Gypsy's Travels


Sunday, July 29, 2007

Travail at Greune

For several years, my middle brother, J, and his wife, N, organized an annual camping trip to the Guadalupe River just upstream from Greune (pronounced Green), Texas. Various members of our families would show up at various times for the day or overnight or the weekend. It was a wonderfully flexible time. Some of us camped in trailers or tents, and some stayed in (shudder) local motels.There was always plenty to do and J was sure to have a raft and / or canoe and some inner tubes. Our last gathering there was several years ago. The water in the river ran high after the previous weeks' rains so it appeared calmer than when the river fought with the rocks on its journey south. As usual, we were ferried up stream with our raft where we would put in and float down to our campsite. The swollen river provided an easier and faster journey than usual so several of us chose to continue rafting downstream. The raft was one of those large, grey ones from a military surplus store and provided plenty of room for the 5 of us, J, N, 2 young children (about 7 years old) and me. The trip downstream from the campsite was a lazy ride on a slowly moving body of water that offered few obstacles.

We were a little lazy as we floated downstream, allowing the river to carry us along. There were no rapids to add excitement and we began to understand why this part of the river was not as popular for rafting as the upper part. About an hour into our extended journey, the pace of the river picked up and we began to see people along the banks. They were shouting and waving, so we waved back. They tried to yell something to us but we couldn't hear what they were saying. They seemed very friendly.
Suddenly J shouted, "PADDLE HARD!"

We had just rounded a bend and were faced with a bridge across the water in front of us. We all paddled as hard as we could but the raft was in a current that carried it mercilessly forward even as we reached the edge of the current. Thanks to the recent rains, the usual 18" clearance under the 100 year old bridge, had been reduced to about 3"! People on the bridge above us were shouting and reaching down to us. J, N, and I braced our feet against the bridge and stiffened our legs, but we could feel the relentless power of the river's current pushing against us from behind. We watched as the 2 children were pulled to safety onto the bridge then the river won the battle with the raft. The raft overturned and was swept under the bridge dumping N and me out in the water's fury. I went under water, still clutching my paddle. I surfaced below the bridge, beneath the raft, with no air space. My immediate thought was that I was about to die and I felt sorry I could not say goodbye to my family. It was an eerie feeling to be below the surface of the water with a strong current and no sound, knowing I was in my final moments.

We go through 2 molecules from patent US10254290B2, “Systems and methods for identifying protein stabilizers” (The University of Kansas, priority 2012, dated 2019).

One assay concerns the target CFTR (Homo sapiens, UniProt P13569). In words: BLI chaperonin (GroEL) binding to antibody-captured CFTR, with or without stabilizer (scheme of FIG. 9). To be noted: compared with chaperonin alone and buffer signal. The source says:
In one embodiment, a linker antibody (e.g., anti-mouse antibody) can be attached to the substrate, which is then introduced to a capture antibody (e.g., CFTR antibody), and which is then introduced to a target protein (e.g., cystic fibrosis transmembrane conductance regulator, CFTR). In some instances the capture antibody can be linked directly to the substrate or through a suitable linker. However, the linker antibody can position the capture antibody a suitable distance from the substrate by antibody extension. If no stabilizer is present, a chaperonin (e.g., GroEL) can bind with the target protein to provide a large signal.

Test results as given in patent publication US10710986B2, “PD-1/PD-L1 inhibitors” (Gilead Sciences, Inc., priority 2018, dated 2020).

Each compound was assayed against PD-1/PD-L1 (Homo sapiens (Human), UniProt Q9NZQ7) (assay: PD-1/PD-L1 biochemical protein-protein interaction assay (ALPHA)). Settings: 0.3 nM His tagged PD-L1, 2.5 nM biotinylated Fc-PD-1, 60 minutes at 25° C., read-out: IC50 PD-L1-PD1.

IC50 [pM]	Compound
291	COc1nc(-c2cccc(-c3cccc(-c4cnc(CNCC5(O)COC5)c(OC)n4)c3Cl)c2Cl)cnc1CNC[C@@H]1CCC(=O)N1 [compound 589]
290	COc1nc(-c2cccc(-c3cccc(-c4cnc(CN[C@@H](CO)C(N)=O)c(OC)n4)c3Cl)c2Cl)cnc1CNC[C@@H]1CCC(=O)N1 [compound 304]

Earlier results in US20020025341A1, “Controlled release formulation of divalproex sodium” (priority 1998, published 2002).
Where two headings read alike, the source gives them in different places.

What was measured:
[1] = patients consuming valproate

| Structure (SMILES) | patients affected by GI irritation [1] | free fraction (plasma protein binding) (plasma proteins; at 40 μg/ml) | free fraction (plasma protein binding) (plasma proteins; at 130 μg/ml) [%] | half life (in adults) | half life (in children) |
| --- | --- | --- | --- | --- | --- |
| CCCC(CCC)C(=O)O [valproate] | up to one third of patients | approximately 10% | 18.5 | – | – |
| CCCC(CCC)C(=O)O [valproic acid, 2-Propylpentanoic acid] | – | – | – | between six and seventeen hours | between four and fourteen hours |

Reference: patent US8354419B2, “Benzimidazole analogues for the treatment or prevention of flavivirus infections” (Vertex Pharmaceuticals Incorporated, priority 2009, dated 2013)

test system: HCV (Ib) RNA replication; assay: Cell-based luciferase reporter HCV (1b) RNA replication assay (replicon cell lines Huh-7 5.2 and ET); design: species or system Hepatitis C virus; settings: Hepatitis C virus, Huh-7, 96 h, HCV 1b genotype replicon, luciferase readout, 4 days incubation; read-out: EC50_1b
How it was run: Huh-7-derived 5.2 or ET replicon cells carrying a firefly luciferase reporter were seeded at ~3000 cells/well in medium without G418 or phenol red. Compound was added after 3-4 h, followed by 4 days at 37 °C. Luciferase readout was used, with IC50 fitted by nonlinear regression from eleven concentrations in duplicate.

Much to my surprise, I surfaced on the other side of the bridge, still clutching my paddle and being swept along by a stiff current. I saw a man in the water extend his hand to me and I tried to reach him, but he was standing in still water and I was being swept away. My paddle was torn from my hand and I turned to see it floating swiftly away, around a small bend, folowing the angry river. I also saw strong trees to the other side of me and I managed to make it to one of them. A hand reached down to me and helped me out of the deeper water . I wrapped my arms around the tree and held on tightly saying a small prayer. The helping hand belonged to my sister-in-law who was clutching the other side of the same tree.
When my brother arrived, he tried to talk us into letting go of the tree, but it took both of us a long time to gain the confidence to let go and wade across the remaining water to safety. J had managed to step to the bridge just before the raft went under, only getting one leg wet. Both children had been pulled onto the bridge and were not only safe, but dry as well. N and I were soaked.

Apparently, being swept under the bridge is not too unusual an occurence. My mother bought T-shirts for N and me that announced "I survived Gruene Bridge." Recently, a man was not as fortunate as N and I. He was caught in debris under the bridge and drowned.

The bridge at Greune is an historic structure built in 1909. It is understandable that the citizens want to keep it even though it is narrow and is frequently blocked by high water. Since 1997, there have been attempts to make changes, but the Texas Historical Commission says removing the bridge will have a “detrimental” effect on the Gruene Historical District. TXDOT engineers say safety is the number one issue.
I wonder who will prevail.

5 comments:

  1. Don "TexasDirt" Haney31 July, 2007 06:38

    Hello,

    I am Don "Texasdirt" Haney wanted to say I enjoyed reading this post and glad you made it OK. Thanks for the link to my blog (texasdirt.wordpress.com/2007/07/26/gruene-river-bridge-history-or-safety/)

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  2. You're welcome, Don. Thanks for sharing!

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  3. I think I was actually closer to 11 or 12 because I remember what I was wearing... and, sadly, it wasn't a PFD!

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  4. We've coma a long way, baby! That wouldn't happen today....

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  5. Wow! That is quite a story, very well-told. I'm glad everyone made it to safety.

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